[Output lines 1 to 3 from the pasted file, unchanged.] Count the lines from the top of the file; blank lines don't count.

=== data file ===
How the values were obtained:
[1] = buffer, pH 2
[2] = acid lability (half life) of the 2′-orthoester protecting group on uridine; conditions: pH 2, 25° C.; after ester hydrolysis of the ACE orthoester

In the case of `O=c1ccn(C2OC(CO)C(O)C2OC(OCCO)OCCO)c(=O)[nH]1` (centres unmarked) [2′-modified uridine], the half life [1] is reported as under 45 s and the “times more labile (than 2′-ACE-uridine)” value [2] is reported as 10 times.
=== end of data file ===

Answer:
How the values were obtained:
[1] = buffer, pH 2
[2] = acid lability (half life) of the 2′-orthoester protecting group on uridine; conditions: pH 2, 25° C.; after ester hydrolysis of the ACE orthoester